[IP] more on Bush Lets U.S. Spy on Callers Without Courts
bill.stewart at pobox.com
Fri Dec 16 04:41:21 PST 2005
Neil Munro missed the basic trick that the Bush Administration has
Because of extensive previous abuse, Congress banned the NSA and CIA
spying on Americans - they're limited to spying on foreigners,
while the FBI and other law enforcement agencies are the only ones
who can normally spy on Americans and are subject to Constitutional
like getting warrants for specific searches.
The Patriot Act and CALEA let the FBI expand their powers significantly,
with tools such as roving wiretaps,
but there's still some semblance of court supervision.
To accommodate problems like foreign spies talking to Americans,
the FISA courts are a court system that operates in secrecy and
can issue warrants based on classified information,
which allow the intelligence agencies to do specific kinds of spying
and wiretapping within the US. In theory, this provides some kind of
independent Constitutional adult supervision; in practice it's a
and the only case in which they're publicly known to have refused a
was in the Wen Ho Lee witchhunt after it had become political.
What the Bush Administration has changed is get its lawyers to say that
the post-9/11 resolutions let them avoid even this level of supervision,
letting the NSA wiretap inside the US without any warrants at all,
and as far as I can tell from the NYT article, without notifying the
FISA courts after they've started to keep records and possibly be
to turn the wiretap back off if the court disagreed with them.
If this were simply a matter of speed, because half a day's delay in
getting a warrant approved would interfere with their work,
they could do that much - this is a major change in character.
It's shameful that the New York Times sat on the story for a year -
and if this were a legitimate activity, the Bush Administration wouldn't
have pressured them into suppressing it that long.
In separate news, http://www.msnbc.msn.com/id/10454316/ ,
NBC reports that the Defense Department is back to spying on Americans,
specifically anti-war groups and campaigns against military recruiting,
especially suspicious groups associating with Quakers.
They got busted for this back during the Vietnam war,
and were supposed to have stopped,
but they're doing it again in ways that appear to be
violating the rules for data collection that were imposed on them
and are clearly inappropriate in a free society.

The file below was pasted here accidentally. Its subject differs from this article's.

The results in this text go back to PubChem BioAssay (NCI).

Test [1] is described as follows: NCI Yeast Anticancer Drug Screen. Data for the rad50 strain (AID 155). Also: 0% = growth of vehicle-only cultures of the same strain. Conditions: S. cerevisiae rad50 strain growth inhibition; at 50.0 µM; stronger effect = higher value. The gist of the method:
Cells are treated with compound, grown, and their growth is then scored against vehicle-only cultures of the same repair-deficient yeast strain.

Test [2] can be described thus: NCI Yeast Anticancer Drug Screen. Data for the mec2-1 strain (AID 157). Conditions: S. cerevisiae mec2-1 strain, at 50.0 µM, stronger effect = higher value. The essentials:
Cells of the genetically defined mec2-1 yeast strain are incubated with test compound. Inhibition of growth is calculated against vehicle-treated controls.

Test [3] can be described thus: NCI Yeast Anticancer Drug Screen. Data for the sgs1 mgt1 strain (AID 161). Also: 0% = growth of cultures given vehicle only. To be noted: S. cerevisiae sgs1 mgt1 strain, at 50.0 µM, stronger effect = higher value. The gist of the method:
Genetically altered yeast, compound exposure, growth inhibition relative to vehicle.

And the EU just voted to impose extensive data collection and retention
requirements on ISPs and telcos, in ways that negate many previous
European data privacy laws, as yet another reminder that
when civil rights are protected by laws, that's only good until
the laws are changed or the government starts disobeying them.
It's time to get PGP working again (originally written for
anti-nuclear groups who were being surveilled),
give some more money to the EFF, get back to Quaker Meeting,
and find ways to replace an Administration that thinks the
Constitution is "just a goddamned piece of paper."
From: "Munro, Neil" <NMunro at nationaljournal.com>
Date: December 16, 2005 1:34:26 PM EST
To: dave at farber.net
Subject: RE: [IP] Bush Lets U.S. Spy on Callers Without Courts >:o >:o
Do please read the 42nd paragraph of the NYT story;
".....law enforcement and intelligence officials are still required to
seek a F.I.S.A. warrant every time they want to eavesdrop within the
United States. A recent agreement reached by Republican leaders and the
Bush administration would modify the standard for F.B.I. wiretap
warrants, requiring, for instance, a description of a specific target.
Critics say the bar would remain too low to prevent abuses."
So, as far as I can see, what's being targeted are international calls
to or from known foreign terrorists (that are not yet covered by US
civil rights laws) that mention, begin or end at U.S. persons.
The CIA/FBI intelligence-take would drop if they had to get a judge's
approval every time an AL-Q guy called up a new number for a brief phone
call in the US. If this was the norm, then traditional eavesdropping on
Atta would have been very unlikely, as he would have been able to use
different street phones every time he called home. If voters want to
accept that trade-off, Congress will give it to them.
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